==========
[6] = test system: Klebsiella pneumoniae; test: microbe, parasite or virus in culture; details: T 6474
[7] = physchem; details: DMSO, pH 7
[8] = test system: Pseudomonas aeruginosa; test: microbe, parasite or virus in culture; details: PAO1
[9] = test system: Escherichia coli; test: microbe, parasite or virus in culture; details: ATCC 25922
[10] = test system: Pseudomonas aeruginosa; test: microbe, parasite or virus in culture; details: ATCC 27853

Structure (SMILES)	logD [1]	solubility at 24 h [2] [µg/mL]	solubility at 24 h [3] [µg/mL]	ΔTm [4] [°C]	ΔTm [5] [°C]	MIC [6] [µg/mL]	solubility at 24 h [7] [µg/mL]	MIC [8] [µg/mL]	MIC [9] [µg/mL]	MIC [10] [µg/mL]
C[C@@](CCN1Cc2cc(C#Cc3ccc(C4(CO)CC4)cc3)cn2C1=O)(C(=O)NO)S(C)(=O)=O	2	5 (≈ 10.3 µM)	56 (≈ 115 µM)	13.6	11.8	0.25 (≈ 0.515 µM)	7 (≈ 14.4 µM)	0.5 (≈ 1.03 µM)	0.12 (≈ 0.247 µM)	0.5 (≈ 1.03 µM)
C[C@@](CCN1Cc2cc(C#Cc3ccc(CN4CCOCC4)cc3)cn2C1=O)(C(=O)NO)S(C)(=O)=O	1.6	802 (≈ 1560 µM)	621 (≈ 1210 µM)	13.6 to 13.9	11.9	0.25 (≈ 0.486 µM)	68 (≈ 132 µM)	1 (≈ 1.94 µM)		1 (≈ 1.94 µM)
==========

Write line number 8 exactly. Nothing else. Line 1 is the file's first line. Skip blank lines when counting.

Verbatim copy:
C[C@@](CCN1Cc2cc(C#Cc3ccc(CN4CCOCC4)cc3)cn2C1=O)(C(=O)NO)S(C)(=O)=O	1.6	802 (≈ 1560 µM)	621 (≈ 1210 µM)	13.6 to 13.9	11.9	0.25 (≈ 0.486 µM)	68 (≈ 132 µM)	1 (≈ 1.94 µM)		1 (≈ 1.94 µM)